Leslie Marmon Silko inhabits a curious reality: Some of her best friends are rattlesnakes; she nearly fell in love once with a grasshopper; and she's known to kick back in the afternoon and watch Sesame Street with a parrot on her shoulder.
The celebrated author of Ceremony, Almanac of the Dead and Gardens in the Dunes spends a good deal of her time watching the desert from her leaky old ranch house in the Tucson Mountains, on the edge of Saguaro National Park. She grows night-blooming cereus, feeds her many dogs and macaws, prays for rain, and walks in a trance along a trail scattered with chips and shards of turquoise. She writes, of course, and she paints. A few years ago, she started painting large portraits of "Star Beings," cold gods from the cosmos who visit Earth from time to time.
She is tuned, after 30 years in the desert, to its interwoven rhythms. She communes with snakes and packrats. She reserves some of her deepest feelings for rocks.
Silko chronicles her life in the desert in her memoir The Turquoise Ledge. Intermixed with short chapters about her off-kilter, myth-soaked daily life—walking a big arroyo near her home and looking for turquoise rocks; watching the clouds; teaching herself Nahuatl, the language of the Aztecs—are stories about her ancestors and her childhood growing up in New Mexico's Laguna Pueblo. She also tells various charming tales, most of them involving desert animals, about her three decades in Southern Arizona, while scattering little gems of natural and human history. It's a unique and rather brave performance, original and life-affirming.
One particularly illuminating story is about how she broke her foot in a fall, but didn't go to the emergency room. She didn't want to waste so many hours away from her animals to have some doctor tell her what she already knew. She wore a foot brace, took it easy for a while and went to an acupuncturist. It healed a few months later, and she was back on the trails looking for turquoise.
"A great deal of what I call 'memories' are bits and pieces I recall vividly; but the process we call 'memory,' even recent memory, involves imagination," she warns us in a brief preface. "We learn to ignore the discrepancies between our memory of an event and a sister's memory. We can't be certain of anything."
In other words, her stories are more about truth than fact. "Fortunately, my subconscious remembers everything I need," she writes.
Silko was born in Albuquerque in 1948 into a family of Laguna, Cherokee, Mexican and Anglo ancestry. She grew up on the Laguna Pueblo Reservation and attended the University of New Mexico as an 18-year-old mother and wife. She wanted to be a visual artist, but she kicked against perspective and realism, and she dropped out of an introduction-to-drawing class. Her husband, an English major, suggested she take a creative writing class for an "easy A."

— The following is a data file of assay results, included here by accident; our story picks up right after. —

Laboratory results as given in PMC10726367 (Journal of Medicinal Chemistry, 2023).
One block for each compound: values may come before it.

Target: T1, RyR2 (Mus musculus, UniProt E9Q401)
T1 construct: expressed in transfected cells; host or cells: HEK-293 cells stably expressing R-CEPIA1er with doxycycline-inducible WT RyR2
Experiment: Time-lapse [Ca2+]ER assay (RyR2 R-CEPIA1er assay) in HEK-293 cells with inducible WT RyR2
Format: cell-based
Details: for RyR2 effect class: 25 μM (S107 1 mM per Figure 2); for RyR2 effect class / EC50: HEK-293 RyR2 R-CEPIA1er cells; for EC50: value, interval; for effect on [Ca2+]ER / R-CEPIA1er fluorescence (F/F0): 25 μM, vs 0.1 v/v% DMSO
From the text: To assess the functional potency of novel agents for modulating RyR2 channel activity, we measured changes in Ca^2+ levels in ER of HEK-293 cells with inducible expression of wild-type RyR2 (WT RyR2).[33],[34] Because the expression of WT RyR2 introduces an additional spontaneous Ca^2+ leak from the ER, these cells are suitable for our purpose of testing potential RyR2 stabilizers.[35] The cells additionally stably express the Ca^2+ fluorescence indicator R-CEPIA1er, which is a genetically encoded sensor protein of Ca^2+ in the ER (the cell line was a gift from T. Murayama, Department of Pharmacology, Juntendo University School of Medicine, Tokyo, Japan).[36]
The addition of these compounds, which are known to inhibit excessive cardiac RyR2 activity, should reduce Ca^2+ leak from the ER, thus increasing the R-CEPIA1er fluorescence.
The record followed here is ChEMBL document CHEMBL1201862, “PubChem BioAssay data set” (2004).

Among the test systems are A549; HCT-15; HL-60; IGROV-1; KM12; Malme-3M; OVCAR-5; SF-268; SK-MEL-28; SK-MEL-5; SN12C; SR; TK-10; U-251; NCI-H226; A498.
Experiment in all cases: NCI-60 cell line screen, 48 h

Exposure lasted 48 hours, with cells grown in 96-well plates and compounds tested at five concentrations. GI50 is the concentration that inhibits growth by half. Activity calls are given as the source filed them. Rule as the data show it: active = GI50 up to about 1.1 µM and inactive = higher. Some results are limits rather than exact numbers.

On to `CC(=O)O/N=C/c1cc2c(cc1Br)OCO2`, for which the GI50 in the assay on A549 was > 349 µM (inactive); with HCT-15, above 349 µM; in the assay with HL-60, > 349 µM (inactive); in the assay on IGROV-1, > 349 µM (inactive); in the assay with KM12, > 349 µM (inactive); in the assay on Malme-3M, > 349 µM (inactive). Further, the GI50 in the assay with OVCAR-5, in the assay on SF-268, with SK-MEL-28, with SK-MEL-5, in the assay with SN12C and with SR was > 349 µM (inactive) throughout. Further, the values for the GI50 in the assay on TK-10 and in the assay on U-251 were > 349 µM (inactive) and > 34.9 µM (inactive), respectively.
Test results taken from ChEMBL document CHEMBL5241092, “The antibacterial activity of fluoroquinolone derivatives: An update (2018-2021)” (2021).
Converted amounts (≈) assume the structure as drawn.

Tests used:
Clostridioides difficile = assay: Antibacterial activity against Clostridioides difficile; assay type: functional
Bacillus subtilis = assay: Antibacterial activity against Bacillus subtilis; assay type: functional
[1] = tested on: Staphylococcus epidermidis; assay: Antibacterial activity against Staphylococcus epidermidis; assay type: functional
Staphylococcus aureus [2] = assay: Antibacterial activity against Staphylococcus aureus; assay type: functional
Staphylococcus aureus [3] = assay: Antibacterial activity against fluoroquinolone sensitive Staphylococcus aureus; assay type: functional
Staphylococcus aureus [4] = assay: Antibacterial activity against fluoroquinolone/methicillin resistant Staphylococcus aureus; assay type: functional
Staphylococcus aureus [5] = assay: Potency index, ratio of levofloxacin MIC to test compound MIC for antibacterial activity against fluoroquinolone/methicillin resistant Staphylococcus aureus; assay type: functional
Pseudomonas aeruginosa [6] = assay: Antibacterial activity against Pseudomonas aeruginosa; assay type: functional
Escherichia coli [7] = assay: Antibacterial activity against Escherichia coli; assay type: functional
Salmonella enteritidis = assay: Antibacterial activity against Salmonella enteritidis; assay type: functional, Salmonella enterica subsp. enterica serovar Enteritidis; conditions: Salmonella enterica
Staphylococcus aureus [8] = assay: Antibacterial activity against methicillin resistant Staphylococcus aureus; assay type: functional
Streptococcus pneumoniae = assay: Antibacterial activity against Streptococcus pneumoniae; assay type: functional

In 1977, she published her first novel, Ceremony, which is now considered an American classic and has sold more than 1 million copies. After the novel had been accepted by Viking—on the cusp of a new life as a famous, beloved writer—Silko almost died. She suffered a misdiagnosed entopic pregnancy, which four doctors told her was merely the flu. She went into surgery not knowing if she would ever wake up. She could have been the best dead young writer in America. Instead, she came out of it, and she was reborn.
"In some ways, the person I'd been before Nov. 3, 1977, did die that day," she writes. "I woke from surgery with a profound sense of responsibility for how I lived my life. I did have more books I wanted to write but not if I stayed where I was. My writing was a source of tension in the marriage, and the teaching and other duties stood in the way. So I moved to Tucson in early January of 1978, two months after the emergency surgery."
She has gone on to great acclaim in American letters, friend to writers and poets such as Joy Harjo, Allen Ginsberg, Ishmael Reed and James Wright.
All these years later, she lives the life of a kind of shaman-artist of the desert, keeping watch, calling in the rain clouds to break the drought. The story of that life is a magical tale, filled with belief and patience, humor and wisdom.